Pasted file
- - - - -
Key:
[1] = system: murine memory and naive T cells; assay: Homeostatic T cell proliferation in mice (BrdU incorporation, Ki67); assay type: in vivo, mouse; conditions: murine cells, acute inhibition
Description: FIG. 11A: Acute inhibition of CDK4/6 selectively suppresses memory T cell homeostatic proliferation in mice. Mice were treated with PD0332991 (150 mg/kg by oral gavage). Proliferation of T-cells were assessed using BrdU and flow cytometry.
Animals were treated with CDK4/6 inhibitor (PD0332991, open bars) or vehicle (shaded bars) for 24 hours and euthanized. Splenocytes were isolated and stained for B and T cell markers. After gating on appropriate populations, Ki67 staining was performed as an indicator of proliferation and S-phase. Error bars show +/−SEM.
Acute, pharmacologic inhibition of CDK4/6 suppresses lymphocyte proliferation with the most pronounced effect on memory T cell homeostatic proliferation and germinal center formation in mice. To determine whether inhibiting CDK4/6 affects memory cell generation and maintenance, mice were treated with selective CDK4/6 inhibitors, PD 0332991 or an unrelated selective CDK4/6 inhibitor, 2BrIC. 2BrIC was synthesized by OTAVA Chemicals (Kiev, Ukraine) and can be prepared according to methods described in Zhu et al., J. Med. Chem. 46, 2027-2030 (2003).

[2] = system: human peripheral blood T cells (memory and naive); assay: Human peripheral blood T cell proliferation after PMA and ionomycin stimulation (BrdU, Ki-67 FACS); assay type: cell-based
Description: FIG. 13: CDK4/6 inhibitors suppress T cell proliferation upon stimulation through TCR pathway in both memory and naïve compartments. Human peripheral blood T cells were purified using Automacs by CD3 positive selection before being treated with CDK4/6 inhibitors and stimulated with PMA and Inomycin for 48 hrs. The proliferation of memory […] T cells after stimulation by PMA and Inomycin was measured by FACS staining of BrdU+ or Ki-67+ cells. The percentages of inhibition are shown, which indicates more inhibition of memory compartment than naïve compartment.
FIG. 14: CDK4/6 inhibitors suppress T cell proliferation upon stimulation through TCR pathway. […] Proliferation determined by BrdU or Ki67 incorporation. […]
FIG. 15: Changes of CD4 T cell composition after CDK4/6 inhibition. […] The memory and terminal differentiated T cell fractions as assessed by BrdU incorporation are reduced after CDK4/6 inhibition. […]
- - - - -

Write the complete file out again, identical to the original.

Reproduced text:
Key:
[1] = system: murine memory and naive T cells; assay: Homeostatic T cell proliferation in mice (BrdU incorporation, Ki67); assay type: in vivo, mouse; conditions: murine cells, acute inhibition
Description: FIG. 11A: Acute inhibition of CDK4/6 selectively suppresses memory T cell homeostatic proliferation in mice. Mice were treated with PD0332991 (150 mg/kg by oral gavage). Proliferation of T-cells were assessed using BrdU and flow cytometry.
Animals were treated with CDK4/6 inhibitor (PD0332991, open bars) or vehicle (shaded bars) for 24 hours and euthanized. Splenocytes were isolated and stained for B and T cell markers. After gating on appropriate populations, Ki67 staining was performed as an indicator of proliferation and S-phase. Error bars show +/−SEM.
Acute, pharmacologic inhibition of CDK4/6 suppresses lymphocyte proliferation with the most pronounced effect on memory T cell homeostatic proliferation and germinal center formation in mice. To determine whether inhibiting CDK4/6 affects memory cell generation and maintenance, mice were treated with selective CDK4/6 inhibitors, PD 0332991 or an unrelated selective CDK4/6 inhibitor, 2BrIC. 2BrIC was synthesized by OTAVA Chemicals (Kiev, Ukraine) and can be prepared according to methods described in Zhu et al., J. Med. Chem. 46, 2027-2030 (2003).

[2] = system: human peripheral blood T cells (memory and naive); assay: Human peripheral blood T cell proliferation after PMA and ionomycin stimulation (BrdU, Ki-67 FACS); assay type: cell-based
Description: FIG. 13: CDK4/6 inhibitors suppress T cell proliferation upon stimulation through TCR pathway in both memory and naïve compartments. Human peripheral blood T cells were purified using Automacs by CD3 positive selection before being treated with CDK4/6 inhibitors and stimulated with PMA and Inomycin for 48 hrs. The proliferation of memory […] T cells after stimulation by PMA and Inomycin was measured by FACS staining of BrdU+ or Ki-67+ cells. The percentages of inhibition are shown, which indicates more inhibition of memory compartment than naïve compartment.
FIG. 14: CDK4/6 inhibitors suppress T cell proliferation upon stimulation through TCR pathway. […] Proliferation determined by BrdU or Ki67 incorporation. […]
FIG. 15: Changes of CD4 T cell composition after CDK4/6 inhibition. […] The memory and terminal differentiated T cell fractions as assessed by BrdU incorporation are reduced after CDK4/6 inhibition. […]